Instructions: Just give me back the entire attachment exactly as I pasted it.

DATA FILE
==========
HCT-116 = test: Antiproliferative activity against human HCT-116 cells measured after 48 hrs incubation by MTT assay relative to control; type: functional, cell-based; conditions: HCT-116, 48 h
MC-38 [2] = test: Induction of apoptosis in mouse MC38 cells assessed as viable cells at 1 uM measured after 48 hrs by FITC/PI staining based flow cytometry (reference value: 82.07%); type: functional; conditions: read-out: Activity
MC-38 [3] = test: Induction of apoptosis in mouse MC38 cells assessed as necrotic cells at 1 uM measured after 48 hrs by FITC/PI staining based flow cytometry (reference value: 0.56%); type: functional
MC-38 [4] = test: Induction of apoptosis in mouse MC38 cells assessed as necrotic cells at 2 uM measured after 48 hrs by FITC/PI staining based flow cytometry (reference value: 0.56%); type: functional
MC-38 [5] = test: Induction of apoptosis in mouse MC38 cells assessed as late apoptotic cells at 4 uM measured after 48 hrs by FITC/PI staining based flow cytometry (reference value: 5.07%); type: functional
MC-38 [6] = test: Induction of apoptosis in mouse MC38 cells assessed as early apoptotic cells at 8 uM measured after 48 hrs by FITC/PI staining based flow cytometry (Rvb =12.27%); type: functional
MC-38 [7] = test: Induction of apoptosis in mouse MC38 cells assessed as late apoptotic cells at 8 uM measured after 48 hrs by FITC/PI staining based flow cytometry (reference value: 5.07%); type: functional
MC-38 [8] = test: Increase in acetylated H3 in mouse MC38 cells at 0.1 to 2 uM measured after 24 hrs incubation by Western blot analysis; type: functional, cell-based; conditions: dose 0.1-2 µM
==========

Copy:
HCT-116 = test: Antiproliferative activity against human HCT-116 cells measured after 48 hrs incubation by MTT assay relative to control; type: functional, cell-based; conditions: HCT-116, 48 h
MC-38 [2] = test: Induction of apoptosis in mouse MC38 cells assessed as viable cells at 1 uM measured after 48 hrs by FITC/PI staining based flow cytometry (reference value: 82.07%); type: functional; conditions: read-out: Activity
MC-38 [3] = test: Induction of apoptosis in mouse MC38 cells assessed as necrotic cells at 1 uM measured after 48 hrs by FITC/PI staining based flow cytometry (reference value: 0.56%); type: functional
MC-38 [4] = test: Induction of apoptosis in mouse MC38 cells assessed as necrotic cells at 2 uM measured after 48 hrs by FITC/PI staining based flow cytometry (reference value: 0.56%); type: functional
MC-38 [5] = test: Induction of apoptosis in mouse MC38 cells assessed as late apoptotic cells at 4 uM measured after 48 hrs by FITC/PI staining based flow cytometry (reference value: 5.07%); type: functional
MC-38 [6] = test: Induction of apoptosis in mouse MC38 cells assessed as early apoptotic cells at 8 uM measured after 48 hrs by FITC/PI staining based flow cytometry (Rvb =12.27%); type: functional
MC-38 [7] = test: Induction of apoptosis in mouse MC38 cells assessed as late apoptotic cells at 8 uM measured after 48 hrs by FITC/PI staining based flow cytometry (reference value: 5.07%); type: functional
MC-38 [8] = test: Increase in acetylated H3 in mouse MC38 cells at 0.1 to 2 uM measured after 24 hrs incubation by Western blot analysis; type: functional, cell-based; conditions: dose 0.1-2 µM